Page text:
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Disclaimer: I am not a lawyer, I am a photographer.

All photographs (or for that matter, any work of art - though this is focusing upon photography) are granted copyright protection as soon as the shutter is clicked. The formal wording is when an "original work of authorship" is "fixed in a tangible medium of expression" (in this case film).

An "original work of authorship" means that the creation of the work of art owes its origin to the artist. A photograph is original in that I (or you) took the picture. The work is still original if there were dozens of people lining up to take the same photograph from the same spot. Creativity is a minimal part in the originality requirement (taking a photograph of the moon rising over Half Dome in black and white is still original even though Ansel Adams took the same photograph). Artistic merit plays no role in the definition original work.

Fixed in a tangible medium corresponds to film or in today's day in age it has been extended to encompass digital representations (even though you can't touch a Photoshop file, it is still protected by copyright). The intent behind this is that ideas, facts, and general knowledge are not copyrightable - these are things that are not fixed in a tangible medium.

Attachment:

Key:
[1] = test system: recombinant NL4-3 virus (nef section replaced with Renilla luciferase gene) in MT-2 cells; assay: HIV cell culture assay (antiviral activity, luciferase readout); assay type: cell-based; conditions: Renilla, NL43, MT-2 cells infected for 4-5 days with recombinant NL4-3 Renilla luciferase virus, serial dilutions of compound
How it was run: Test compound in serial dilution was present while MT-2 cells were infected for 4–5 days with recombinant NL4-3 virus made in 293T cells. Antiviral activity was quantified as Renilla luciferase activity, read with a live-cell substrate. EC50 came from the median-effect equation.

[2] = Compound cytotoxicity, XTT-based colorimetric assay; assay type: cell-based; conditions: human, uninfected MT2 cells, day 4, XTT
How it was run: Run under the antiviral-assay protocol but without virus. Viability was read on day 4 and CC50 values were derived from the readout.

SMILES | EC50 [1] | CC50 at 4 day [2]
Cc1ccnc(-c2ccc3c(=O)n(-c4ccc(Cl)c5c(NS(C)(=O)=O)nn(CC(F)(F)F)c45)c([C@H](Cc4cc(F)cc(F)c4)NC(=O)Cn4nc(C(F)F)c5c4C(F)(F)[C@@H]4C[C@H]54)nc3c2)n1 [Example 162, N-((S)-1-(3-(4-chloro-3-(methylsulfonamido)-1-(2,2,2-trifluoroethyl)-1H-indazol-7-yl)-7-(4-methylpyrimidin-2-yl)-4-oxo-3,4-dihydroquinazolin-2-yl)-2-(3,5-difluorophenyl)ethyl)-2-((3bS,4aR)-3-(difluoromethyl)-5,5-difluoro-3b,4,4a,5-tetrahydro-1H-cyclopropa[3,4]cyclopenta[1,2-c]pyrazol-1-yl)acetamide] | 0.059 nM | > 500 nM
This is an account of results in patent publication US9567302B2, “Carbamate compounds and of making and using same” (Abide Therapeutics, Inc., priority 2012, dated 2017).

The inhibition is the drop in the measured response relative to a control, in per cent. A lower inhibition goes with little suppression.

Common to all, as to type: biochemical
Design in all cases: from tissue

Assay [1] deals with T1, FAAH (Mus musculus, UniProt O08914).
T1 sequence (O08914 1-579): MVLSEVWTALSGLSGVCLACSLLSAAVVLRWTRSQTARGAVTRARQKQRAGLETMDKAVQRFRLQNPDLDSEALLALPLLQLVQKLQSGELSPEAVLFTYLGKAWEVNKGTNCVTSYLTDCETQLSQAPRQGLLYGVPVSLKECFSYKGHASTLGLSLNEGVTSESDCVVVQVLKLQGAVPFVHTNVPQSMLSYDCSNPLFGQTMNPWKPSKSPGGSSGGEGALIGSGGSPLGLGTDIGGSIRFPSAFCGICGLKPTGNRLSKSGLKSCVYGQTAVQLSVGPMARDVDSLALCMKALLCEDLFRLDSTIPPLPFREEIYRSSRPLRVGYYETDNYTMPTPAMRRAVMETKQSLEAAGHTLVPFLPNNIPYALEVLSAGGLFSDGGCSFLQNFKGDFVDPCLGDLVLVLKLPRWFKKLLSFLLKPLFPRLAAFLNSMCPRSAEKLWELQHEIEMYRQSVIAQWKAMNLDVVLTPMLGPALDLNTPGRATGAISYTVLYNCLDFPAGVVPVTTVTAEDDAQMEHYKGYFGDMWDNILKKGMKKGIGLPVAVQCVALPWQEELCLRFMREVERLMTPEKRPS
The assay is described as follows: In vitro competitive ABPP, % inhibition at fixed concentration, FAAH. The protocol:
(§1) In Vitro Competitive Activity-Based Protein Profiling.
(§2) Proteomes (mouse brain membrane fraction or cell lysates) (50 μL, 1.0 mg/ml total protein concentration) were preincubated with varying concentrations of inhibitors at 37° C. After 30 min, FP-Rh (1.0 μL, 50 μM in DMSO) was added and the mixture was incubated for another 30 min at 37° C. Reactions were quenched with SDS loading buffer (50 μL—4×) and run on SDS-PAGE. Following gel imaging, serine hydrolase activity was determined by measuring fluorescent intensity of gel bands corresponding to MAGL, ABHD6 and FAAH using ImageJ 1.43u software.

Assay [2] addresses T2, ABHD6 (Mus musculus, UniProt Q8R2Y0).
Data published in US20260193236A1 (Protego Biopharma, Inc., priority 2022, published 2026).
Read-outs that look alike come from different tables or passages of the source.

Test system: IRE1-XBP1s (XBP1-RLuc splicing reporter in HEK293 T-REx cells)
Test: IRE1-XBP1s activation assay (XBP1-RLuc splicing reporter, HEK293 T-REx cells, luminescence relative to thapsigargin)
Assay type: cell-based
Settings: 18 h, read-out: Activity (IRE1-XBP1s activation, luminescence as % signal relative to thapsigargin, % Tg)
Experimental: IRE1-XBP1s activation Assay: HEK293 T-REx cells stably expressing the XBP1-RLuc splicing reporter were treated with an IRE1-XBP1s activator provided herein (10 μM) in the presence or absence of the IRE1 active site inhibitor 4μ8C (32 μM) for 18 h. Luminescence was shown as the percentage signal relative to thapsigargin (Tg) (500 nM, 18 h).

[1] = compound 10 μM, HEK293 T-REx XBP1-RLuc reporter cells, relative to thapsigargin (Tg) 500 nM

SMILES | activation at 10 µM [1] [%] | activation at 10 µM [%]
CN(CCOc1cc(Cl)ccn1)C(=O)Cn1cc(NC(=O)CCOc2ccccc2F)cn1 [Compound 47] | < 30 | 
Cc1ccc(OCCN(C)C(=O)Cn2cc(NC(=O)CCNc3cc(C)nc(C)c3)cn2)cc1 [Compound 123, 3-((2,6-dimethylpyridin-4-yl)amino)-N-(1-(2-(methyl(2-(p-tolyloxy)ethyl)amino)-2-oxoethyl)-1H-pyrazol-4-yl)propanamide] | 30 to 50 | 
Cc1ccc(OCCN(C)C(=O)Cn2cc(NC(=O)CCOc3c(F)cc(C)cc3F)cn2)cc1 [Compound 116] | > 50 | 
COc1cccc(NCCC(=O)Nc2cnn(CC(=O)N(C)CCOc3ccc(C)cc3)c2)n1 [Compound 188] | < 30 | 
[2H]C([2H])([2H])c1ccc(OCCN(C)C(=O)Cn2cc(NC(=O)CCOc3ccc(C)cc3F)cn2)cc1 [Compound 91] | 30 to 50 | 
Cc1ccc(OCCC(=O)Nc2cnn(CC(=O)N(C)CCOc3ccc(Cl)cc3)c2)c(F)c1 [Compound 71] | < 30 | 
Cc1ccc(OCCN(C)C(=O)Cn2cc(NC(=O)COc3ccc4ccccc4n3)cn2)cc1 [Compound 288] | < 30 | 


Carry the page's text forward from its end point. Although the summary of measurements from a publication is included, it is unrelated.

Much ado has been made about the Digital Millennium Copyright Act. This works for the photographer publishing images on the web. Under the DMCA, it is illegal to remove Copyright Management Information from a work. The DMCA further provides copyright holders with the right to sue for damages when copyright management information is removed from protected works. Copyright Management Information is made up of:

  • Copyright notice (word or symbol) and date
  • Creator's name
  • Copyright holder's name
  • Terms and conditions for use of the work
  • Identifying information about the work
Putting this information in an on-line photograph is key to protecting it. Within a law suit, one avenue of defense is that of the "innocent infringement" or "I didn't know". Placing the copyright information on the photograph removes this defense.

The key part to protecting the images is that of registration. The copyright exists - there is no question of that. However, to sue an infringer it is necessary to register the images. Infringement that takes place prior to registration of the images can only be sued to collect damages - money lost as a result of the sales plus any profit the infringer has earned. With registration of the copyright prior to infringement, attorney fees, court costs, and statutory damages (as high as $100,000) can be collected.

Within the United States, registering a copyrighted piece of work can be done with Form VA (Visual Art) from the Library of Congress. Processing of this form costs $30, however large quantities of photographs can be done for that fee.

Photographers Market 2003

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